CHILD SAFE AND CHILD FRIENDLY POLICY

1. INTRODUCTION

1.1 CYC expects children and young people who participate in its activities to have a safe and happy experience. CYC supports and respects children, young people, staff, volunteers and participants.

1.2 The aim of this Policy is to protect the safety of children in our care and prevent abuse occurring, and in the event that allegations are raised in relation to child abuse, to ensure that the allegations are properly addressed. All complaints are treated seriously and are fully investigated and handled with maximum confidentiality and discretion.

1.3 Should a person wish to make any enquiries in relation to this Policy, please contact the CYC office on 03 9590 9300 and ask to speak to the CEO or the Member Protection Information Officer (MPIO).

2. POLICY STATEMENT

2.1 CYC is committed to providing the highest level of membership service. This includes protecting members’ privacy, promotion of positive behaviours and attitudes, and protecting the health safety and wellbeing of members, particularly children.

2.2 Specifically, CYC considers that the health, safety and well-being of children takes priority over all other competing considerations. CYC considers that this is necessary to ensure the health, safety and welfare of all members and to protect the image and reputation of the sport, the Organisation and its affiliate members.

2.3 CYC has a zero tolerance to child abuse and is committed to promoting and protecting children from abuse and neglect to the greatest extent possible. All children have equal rights to protection from child abuse, regardless of their sex, religion, disability or sexual orientation etc.

2.4 Child protection is a shared responsibility between CYC, its employees, workers, contractors, associates, parents/guardians, coaches, spectators, volunteers and members of the gymnastics community. Everyone that participates in CYC activities is responsible for the care and protection of children, and reporting information about child abuse.

2.5 CYC supports the active participation of all children. It listens to their views, respects what they say and involves them when making decisions, where appropriate, especially about matters that will directly affect them (including their safety).

2.6 CYC is also committed to the cultural safety of Aboriginal children, and those from culturally and/or linguistically diverse backgrounds, and to providing a safe environment for children living with a disability.

2.7 CYC promotes fairness and consideration for all staff, volunteers and participants. For further details please refer to the Gymnastics Australia/Victoria Member Protection Policy.

3. SCOPE

3.1 This Policy applies to participants, parents, spectators, contractors, officials, coaches, judges and staff throughout all CYC events and activities.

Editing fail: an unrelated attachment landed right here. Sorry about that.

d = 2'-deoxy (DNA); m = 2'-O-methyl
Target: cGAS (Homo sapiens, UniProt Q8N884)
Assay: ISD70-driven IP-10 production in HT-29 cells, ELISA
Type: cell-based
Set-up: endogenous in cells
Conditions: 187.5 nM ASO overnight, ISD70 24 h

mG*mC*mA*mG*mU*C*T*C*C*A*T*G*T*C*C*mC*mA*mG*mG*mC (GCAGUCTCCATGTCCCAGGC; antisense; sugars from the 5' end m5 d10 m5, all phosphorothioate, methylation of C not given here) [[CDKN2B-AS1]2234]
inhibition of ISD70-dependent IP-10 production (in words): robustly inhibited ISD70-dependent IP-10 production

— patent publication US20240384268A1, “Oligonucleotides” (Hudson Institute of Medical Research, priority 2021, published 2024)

3.2 This Policy will continue to apply retrospectively to a person or Member following the cessation of their association or employment with CYC.

3.3 CYC is supported by a wide network of affiliated clubs across Victoria. Affiliation with CYC is conditional on an affiliated club implementing, and complying with, this Policy. Failure to implement and comply with this Policy may cause CYC to end its affiliation with a club that is in breach of its obligations.

4. RELATED DOCUMENTS & LEGISLATIVE REQUIREMENTS

4.1 This Policy must be read in conjunction with:

(a) the law of the Commonwealth and Victoria including but not limited to:

(i) Children, Youth and Families Act 2005 (Vic)

(ii) Child Wellbeing and Safety Amendment (Child Safe Standards) Act 2015 (Vic)

(iii) Crimes Act 1958 (Vic); and

(iv) Working with Children Act 2005 (Vic)

(b) CYC policies and procedures, including but not limited to”

(i) Privacy Policy;

(ii) Constitution;

(iii) Codes of behaviour;

(iv) Member Protection Policy;

(v) Grievance and Discipline procedures; and

(vi) Photographic Policy and Authorised Photographers Agreement

5. DEFINITIONS

5.1 Child means a person involved in the activities of CYC (including athletes) and under the age of 18 years unless otherwise stated under the law applicable to the child.

5.2 Child protection means any responsibility, measure or activity undertaken to safeguard children from harm.

5.3 Sexual offence means any act which exposes a child to, or involves a child in, sexual processes beyond his or her understanding or contrary to accepted community standards. Sexually abusive behaviours can include the fondling of genitals, masturbation, oral sex, vaginal or anal penetration by a penis, finger or any other object, fondling of breasts, voyeurism, exhibitionism, and exposing the child to or involving the child in pornography. It includes child grooming, which includes actions deliberately undertaken with the aim of befriending and establishing an emotional connection with a child (or the child’s carer, family or supervisor) to lower the child’s inhibitions and prepare them for engagement in a sexual offence.

5.4 Mandatory reporter means a person who is legally required to make a report to the Department of Human Services or the Police if they form a belief on reasonable grounds that a child is in need of protection. It includes teachers, principals, registered psychologists, nurses, doctors and midwives.

6. Recognising and reporting child abuse

6.1 A person may, in the course of participating in the sport or other activities of CYC or carrying out their work, form a belief on reasonable grounds that a child is in need of protection from child abuse.

6.2 If a person is concerned about an immediate risk to a child’s safety, the person must phone “000” as soon as practicable.

6.3 Child abuse can be divided into four categories:

(a) Physical abuse: occurs when a child has suffered, or is likely to suffer, significant harm as a result of a physical injury, such as a non- accidental physical injury.

(b) Sexual abuse: occurs when a child has suffered, or is likely to suffer, significant harm as a result of sexual abuse, such as when a child is exploited, or used by another for his or her sexual gratification or sexual arousal, or for that of others.